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Eluned Morgan MS, Minister for Health and Social Services

First published:
9 December 2022
Last updated:

I can confirm a UK Strategy for Mpox Control has been published. Mpox is the new preferred term given by the World Health Organisation to what was previously known as monkeypox. The new term seeks to move away from the racism and stigma observed when the outbreak expanded earlier this year. 

The effectiveness of the UK response has meant that cases have been in decline across all four nations of the UK since July. Since 8 November no additional cases of monkeypox have been identified in Wales.

The strategy reflects a move into the second phase of the response, where although new case numbers are low, given the status of the global outbreak, it is likely we will continue to see low levels of cases driven by importations as well as short chains of domestic transmission. The strategy has been agreed between the UK’s four public health agencies and has been endorsed by the Welsh Government.

The strategic aims in the short term are to:

  • Reduce harm from mpox (hospitalisation, complications, severe illness and stigma)
  • Suppress current UK transmission
  • Minimise transmission of mpox within UK from imported cases
  • Contribute to a reduction in global burden (through sharing knowledge, data and information.

The long-term strategic aim is to eliminate mpox in the UK, although it is recognised that this is a global outbreak and our efforts to achieve elimination will be linked to the outbreak being brought under control globally.

While we have seen a significant reduction in new cases being identified, we would urge individuals who are most at risk to remain vigilant and to come forward to be vaccinated when contacted by their health board. 

The symptoms of monkeypox begin 5-21 days after exposure with initial clinical presentation of fever, chills, headache, exhaustion, muscle aches, joint pain, backache, & swollen lymph nodes.  Within 1 to 5 days after the appearance of fever, a rash develops, often beginning on the face or genital area then spreading to other parts of the body: The rash changes and goes through different stages before finally forming a scab which later falls off.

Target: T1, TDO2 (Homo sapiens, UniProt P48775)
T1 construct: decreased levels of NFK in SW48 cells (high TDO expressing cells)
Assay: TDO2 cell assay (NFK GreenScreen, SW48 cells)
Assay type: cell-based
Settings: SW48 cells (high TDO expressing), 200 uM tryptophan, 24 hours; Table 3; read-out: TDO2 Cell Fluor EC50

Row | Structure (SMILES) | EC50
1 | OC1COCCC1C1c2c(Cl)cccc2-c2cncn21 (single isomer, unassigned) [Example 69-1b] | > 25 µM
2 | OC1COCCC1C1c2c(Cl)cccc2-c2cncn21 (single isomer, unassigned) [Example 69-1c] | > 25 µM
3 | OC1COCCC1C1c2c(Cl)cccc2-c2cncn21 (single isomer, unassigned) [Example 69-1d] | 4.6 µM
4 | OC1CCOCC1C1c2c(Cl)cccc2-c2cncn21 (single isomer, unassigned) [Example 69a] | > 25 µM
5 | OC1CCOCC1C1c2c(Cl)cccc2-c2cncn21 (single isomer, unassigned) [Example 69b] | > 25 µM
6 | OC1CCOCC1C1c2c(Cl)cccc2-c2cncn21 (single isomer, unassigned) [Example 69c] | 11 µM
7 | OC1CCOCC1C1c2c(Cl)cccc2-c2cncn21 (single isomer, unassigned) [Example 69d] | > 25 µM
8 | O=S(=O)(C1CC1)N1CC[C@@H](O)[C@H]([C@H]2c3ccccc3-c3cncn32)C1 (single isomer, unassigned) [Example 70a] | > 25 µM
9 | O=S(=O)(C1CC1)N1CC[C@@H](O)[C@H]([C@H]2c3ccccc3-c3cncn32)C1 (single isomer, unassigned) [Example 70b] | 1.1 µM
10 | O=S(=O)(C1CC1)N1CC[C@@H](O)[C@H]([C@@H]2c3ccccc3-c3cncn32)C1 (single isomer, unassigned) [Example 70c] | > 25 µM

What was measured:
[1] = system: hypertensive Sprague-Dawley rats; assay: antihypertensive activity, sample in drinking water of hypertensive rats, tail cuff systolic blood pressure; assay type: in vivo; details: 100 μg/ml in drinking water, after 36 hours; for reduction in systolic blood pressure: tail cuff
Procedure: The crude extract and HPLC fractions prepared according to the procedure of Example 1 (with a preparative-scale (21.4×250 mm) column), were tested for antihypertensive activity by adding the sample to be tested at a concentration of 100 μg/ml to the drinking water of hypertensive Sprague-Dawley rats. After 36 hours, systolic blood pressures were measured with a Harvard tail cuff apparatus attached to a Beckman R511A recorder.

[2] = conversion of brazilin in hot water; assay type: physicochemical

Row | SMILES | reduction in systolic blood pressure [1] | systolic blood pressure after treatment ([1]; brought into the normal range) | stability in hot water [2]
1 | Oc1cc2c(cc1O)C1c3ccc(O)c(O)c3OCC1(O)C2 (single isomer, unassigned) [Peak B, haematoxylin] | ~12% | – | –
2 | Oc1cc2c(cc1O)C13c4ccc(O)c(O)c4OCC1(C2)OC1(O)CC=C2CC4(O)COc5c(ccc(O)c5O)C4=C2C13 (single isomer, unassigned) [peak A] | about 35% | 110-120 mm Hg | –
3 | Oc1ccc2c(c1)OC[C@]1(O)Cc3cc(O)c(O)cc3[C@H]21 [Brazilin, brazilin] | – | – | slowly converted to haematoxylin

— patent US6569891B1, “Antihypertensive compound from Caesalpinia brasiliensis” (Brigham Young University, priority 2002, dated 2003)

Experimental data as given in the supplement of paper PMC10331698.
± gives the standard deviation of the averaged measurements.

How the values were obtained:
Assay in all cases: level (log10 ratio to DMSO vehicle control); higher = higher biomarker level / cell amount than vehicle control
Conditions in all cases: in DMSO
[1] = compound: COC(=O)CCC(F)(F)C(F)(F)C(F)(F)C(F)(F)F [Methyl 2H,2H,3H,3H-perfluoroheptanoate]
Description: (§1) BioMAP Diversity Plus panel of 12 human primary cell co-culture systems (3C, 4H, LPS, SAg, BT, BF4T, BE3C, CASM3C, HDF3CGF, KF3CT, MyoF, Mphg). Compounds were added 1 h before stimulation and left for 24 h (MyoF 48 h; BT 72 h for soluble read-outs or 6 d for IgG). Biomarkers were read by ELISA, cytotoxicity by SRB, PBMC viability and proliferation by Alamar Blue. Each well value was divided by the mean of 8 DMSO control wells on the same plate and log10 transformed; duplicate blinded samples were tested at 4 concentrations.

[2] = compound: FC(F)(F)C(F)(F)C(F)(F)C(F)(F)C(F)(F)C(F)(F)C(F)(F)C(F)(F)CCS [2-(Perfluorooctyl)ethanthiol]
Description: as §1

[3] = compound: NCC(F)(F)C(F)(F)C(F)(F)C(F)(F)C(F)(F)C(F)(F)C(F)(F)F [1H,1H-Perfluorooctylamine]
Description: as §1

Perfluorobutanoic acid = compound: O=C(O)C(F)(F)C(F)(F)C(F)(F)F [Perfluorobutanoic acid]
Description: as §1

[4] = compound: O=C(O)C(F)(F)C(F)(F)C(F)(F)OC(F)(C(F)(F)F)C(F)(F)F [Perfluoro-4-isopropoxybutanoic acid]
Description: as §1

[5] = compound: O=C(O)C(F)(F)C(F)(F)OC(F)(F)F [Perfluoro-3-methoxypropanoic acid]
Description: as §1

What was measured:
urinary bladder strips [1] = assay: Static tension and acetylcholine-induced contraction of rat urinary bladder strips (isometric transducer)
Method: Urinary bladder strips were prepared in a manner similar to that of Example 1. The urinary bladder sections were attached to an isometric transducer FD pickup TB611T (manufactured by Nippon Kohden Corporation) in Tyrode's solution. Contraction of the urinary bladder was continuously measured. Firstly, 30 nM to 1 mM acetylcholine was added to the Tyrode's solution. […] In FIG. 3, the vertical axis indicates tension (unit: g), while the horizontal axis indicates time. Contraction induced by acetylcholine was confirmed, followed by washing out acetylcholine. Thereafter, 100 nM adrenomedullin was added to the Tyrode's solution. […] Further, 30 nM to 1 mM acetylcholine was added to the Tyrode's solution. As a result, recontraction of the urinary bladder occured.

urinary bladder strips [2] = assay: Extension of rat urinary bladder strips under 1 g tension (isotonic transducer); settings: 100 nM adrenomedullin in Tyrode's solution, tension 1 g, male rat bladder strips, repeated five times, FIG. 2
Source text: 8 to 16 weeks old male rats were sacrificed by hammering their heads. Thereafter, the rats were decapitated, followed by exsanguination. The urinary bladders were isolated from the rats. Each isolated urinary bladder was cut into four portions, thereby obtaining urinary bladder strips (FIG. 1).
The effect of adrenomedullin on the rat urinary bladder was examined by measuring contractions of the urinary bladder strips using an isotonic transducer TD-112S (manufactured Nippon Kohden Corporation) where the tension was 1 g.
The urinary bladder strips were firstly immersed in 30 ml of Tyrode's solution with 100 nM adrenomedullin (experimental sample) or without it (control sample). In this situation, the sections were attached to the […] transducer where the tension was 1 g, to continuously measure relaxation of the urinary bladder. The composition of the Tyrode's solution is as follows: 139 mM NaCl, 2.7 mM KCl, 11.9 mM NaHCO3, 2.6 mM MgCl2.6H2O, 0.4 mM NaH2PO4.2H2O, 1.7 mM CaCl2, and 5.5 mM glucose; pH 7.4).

Everyone should be aware of the symptoms of mpox regardless of sexual orientation or gender, however some groups are at increased risk the current outbreak is primarily affecting gay, bisexual and other men who have sex with men (GBMSM).  If you think you have mpox symptoms you should contact NHS 111 or call a sexual health clinic immediately, and avoid close personal or sexual contact with others until you’ve been consulted a medical professional.

Having the vaccine really does protect individuals. Since my last written statement on 23 August, UKHSA has published a study indicating that a single dose of MVA-BN vaccine provides around 78% efficacy against the virus 14 days after vaccination. If you consider yourself to be eligible for vaccination but are yet to be contacted, please get in touch with your local sexual health service.

NHS Wales is reviewing the pan Wales pilot of fractional dosing via the intradermal technique and this will inform the vaccination pathway going forwards. We will confirm the updated vaccination approach, based on this review shortly, with a view to maximising uptake amongst the eligible population.

Public Health Wales statement on mpox cases